Tufted Coquette

Jet Eliot

Tufted Coquette, male, Asa Wright Nature Centre Tufted Coquette, male, Asa Wright Nature Centre

One of the smallest hummingbirds, when this little orange bullet zooms by, you’re not sure if it’s an insect or a bird.

Tufted coquette, male Tufted coquette, male. See the pollen on the tip of his bill?

Plumes and polka dots, metallic green, a spikey rufous crest, and a red bill–this bird has jazz.

Lophornis ornatus–even the Latin name implies decoration. More bird info here.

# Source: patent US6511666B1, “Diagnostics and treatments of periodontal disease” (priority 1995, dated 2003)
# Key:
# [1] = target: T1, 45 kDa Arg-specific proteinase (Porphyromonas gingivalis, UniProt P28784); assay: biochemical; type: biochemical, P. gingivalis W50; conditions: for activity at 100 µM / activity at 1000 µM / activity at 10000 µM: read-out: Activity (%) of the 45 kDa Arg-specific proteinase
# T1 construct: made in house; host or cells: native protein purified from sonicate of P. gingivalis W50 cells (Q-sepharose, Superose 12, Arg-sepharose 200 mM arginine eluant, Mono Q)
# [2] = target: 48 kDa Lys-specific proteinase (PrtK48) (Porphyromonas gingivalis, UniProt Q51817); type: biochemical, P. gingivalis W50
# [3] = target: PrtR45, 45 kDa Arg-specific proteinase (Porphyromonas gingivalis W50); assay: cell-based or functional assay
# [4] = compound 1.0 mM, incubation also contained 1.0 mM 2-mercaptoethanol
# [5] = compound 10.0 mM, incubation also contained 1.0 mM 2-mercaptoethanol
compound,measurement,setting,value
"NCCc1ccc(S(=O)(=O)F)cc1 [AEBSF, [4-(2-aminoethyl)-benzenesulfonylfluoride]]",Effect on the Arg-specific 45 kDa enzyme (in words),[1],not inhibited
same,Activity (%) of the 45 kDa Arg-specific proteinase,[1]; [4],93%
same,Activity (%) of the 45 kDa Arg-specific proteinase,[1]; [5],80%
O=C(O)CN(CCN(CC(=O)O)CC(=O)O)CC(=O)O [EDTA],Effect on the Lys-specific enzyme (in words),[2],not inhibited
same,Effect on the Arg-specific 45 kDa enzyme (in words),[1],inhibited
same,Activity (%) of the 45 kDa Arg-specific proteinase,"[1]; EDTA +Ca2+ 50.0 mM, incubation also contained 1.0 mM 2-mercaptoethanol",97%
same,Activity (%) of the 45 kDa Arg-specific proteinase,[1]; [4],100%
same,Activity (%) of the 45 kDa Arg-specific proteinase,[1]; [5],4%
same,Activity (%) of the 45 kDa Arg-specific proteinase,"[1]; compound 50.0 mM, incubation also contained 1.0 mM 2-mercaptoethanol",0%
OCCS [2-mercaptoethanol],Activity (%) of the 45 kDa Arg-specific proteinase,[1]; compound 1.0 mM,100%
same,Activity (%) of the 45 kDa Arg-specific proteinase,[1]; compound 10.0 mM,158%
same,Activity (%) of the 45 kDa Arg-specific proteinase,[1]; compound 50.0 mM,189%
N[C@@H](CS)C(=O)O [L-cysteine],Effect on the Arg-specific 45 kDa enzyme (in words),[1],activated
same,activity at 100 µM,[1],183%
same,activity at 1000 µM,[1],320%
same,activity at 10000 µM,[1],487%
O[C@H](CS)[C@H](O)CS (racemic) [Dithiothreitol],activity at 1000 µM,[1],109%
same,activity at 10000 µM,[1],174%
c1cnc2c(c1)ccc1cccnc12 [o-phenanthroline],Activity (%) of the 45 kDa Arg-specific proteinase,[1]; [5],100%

We saw them on the Caribbean island of Trinidad, but they are also seen in the humid rainforests, gardens, and plantations of Venezuela, Guiana, and northern Brazil. Measuring 2.6 inches (6.6 cm) long, the genders of this tiny species do not look alike.

Like many hummingbirds, bees, and butterflies, this bird trap-lines while feeding; meaning they repeatedly check the same nectar source, like a trapper checking their traps.

If it wasn’t for the vervain plant they predictably visit for nectar, they would have been impossible to observe or photograph…

View original post 110 more words